In a recent New York Times op-ed titled “Wanted: A Theology of Atheism,” Molly Worthen describes Sunday Gatherings, atheist get-togethers that involve singing “hymns” like “Walking on Sunshine” or “Lean on Me,” followed by a lecture on the tenets of secular humanism. Worthen goes on to defend the movement as more than a materialistic replacement for church. She also describes atheists as a group only recently tolerated enough to be boldly open about their worldview.
One interesting point Worthen addresses is this: “Nonbelievers … hope that if they emphasize good works over grand argument, they can convince the bigots that atheists are decent human beings.”
Some Christians have indeed expressed skepticism that atheists can be as altruistic as a Sunday Gathering might claim. In a Christian Post opinion piece responding to a recent Pew report about the decline of Christianity in America, Richard Land suggested that “a more secular, less ‘Christian’ America will become less exceptional, less altruistic, and more self-centered, self-absorbed, and disconnected.”
So, can athiests be altruistic?
The Bible teaches that humankind is sinful, that “all have sinned and fall short of the glory of God.” Humans hurt others, break God’s law and act selfishly. People do what they want and what they want isn’t good.
As Christians, we believe that there is a higher calling than even altruism.
Altruism is acting with unselfish motives. Can an atheist mother care for her child selflessly? Or only a Christian mother? It seems that both can. Abraham Kuyper’s concept of common grace argues that God works in the world even through the lives of people who don’t believe.
Yet a crucial distinction can still be made. If our highest value is the good of humankind, then altruism is our logical highest good, one which both atheists and Christians are capable of achieving. But as Christians, we believe that there is a higher calling than even altruism. The greatest good is about glorifying God, not simply being less selfish. Since Christians are not merely called to altruism, we can concede the argument.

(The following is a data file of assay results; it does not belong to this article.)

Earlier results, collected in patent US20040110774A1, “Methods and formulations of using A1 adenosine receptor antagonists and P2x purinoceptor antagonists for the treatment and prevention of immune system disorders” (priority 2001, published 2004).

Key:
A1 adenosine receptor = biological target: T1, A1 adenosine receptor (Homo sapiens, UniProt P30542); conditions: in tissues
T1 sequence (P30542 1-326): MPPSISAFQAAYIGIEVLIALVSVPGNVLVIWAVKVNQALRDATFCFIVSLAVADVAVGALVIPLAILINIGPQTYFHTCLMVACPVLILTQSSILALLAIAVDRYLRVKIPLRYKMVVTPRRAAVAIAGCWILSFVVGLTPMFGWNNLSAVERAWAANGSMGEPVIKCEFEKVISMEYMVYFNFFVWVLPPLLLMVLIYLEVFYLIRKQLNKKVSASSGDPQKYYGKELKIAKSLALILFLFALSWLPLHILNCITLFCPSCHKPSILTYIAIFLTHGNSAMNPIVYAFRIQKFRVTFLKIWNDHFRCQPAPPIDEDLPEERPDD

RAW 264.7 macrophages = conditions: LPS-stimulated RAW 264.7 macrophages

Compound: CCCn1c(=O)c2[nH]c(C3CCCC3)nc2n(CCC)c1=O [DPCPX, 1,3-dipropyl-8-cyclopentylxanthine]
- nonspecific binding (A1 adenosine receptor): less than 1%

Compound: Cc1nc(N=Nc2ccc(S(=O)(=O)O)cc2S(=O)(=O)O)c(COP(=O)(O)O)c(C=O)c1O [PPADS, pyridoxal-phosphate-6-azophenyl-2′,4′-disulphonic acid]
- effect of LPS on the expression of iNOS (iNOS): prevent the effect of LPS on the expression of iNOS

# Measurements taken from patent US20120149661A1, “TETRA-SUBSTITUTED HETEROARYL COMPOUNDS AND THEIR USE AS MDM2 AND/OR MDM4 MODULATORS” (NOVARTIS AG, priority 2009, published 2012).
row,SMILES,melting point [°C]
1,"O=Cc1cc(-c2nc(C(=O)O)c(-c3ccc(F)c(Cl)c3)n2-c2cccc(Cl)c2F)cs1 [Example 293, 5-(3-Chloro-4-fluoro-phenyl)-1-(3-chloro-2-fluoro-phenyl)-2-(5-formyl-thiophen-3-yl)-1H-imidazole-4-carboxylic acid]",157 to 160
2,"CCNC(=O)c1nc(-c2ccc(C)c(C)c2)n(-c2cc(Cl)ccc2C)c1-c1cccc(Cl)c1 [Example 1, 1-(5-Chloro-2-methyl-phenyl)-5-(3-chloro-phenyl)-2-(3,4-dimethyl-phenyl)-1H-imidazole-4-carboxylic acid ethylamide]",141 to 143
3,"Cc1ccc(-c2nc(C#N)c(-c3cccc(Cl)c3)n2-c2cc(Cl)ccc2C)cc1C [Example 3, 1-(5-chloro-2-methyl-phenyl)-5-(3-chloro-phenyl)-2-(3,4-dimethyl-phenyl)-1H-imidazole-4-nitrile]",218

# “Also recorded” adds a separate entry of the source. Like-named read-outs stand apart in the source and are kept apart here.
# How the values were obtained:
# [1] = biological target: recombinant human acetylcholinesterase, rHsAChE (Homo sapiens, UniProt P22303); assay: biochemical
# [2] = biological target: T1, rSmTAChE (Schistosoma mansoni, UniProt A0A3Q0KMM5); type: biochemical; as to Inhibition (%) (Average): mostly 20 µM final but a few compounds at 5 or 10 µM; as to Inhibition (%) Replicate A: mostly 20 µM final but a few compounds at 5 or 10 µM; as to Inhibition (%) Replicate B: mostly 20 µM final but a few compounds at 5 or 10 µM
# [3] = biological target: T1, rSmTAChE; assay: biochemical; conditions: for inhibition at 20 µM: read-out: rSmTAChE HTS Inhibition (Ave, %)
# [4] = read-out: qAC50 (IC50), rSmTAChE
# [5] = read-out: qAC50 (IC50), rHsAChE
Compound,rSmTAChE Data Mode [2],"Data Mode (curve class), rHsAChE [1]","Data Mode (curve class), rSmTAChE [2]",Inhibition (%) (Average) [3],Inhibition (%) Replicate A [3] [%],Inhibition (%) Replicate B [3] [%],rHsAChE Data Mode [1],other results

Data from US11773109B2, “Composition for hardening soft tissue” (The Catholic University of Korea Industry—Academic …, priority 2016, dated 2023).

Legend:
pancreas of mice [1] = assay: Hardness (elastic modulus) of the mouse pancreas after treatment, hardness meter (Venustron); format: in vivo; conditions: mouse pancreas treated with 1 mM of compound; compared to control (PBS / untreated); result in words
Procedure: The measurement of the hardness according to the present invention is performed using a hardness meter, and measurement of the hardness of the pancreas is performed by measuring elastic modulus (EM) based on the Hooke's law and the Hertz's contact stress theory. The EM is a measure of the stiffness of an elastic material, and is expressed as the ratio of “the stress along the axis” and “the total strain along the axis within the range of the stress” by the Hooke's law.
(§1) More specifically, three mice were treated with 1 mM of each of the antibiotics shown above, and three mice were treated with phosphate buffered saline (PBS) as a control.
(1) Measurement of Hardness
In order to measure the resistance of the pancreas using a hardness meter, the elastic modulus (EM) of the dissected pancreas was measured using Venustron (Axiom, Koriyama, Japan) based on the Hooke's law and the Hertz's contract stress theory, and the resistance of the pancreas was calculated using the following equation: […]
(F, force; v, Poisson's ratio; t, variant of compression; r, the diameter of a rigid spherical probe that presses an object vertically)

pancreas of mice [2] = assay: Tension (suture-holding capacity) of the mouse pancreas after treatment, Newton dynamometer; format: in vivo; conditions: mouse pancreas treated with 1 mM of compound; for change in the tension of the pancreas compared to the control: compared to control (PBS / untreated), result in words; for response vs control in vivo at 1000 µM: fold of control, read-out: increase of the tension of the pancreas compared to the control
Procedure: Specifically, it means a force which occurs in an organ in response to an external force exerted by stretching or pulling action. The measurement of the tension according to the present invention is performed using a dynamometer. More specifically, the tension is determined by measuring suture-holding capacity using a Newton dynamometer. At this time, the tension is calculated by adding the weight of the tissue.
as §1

Altruism is not the Gospel, but only a shadow of it. Debating whether atheists can be altruistic or “good” is both a bad argument and a dangerous one. It is a bad argument because we cannot ignore examples of unbelievers doing unselfish things. It is a bad argument because it disregards different definitions of the greatest good - to Christians, that which glorifies God; to atheists, that which benefits humanity. It is a dangerous argument because of the attitudes it encourages. The Sapir-Whorf hypothesis contends that the way we talk influences both the way we perceive the world around us and the actions we take in the world. So when we say, either explicitly or implicitly, that atheists are less capable of good, we cut ourselves two ways. First, by perpetuating a dangerous self-righteousness that tells those who aren’t a part of the faith we think we are better than them. Second, by implying that Christians are inherently altruistic. Christians, after all, often fail to be so; claiming otherwise undermines our witness to the Gospel of Jesus Christ.
We believe in common grace. We believe in altruistic atheists. And we believe that God calls us to a higher purpose than simply the good of humankind. We are called to realize our brokenness, to accept God’s offer of restored relationship and, as thanks, to do all to the glory of the Father. That is the difference between altruism and the kingdom of God.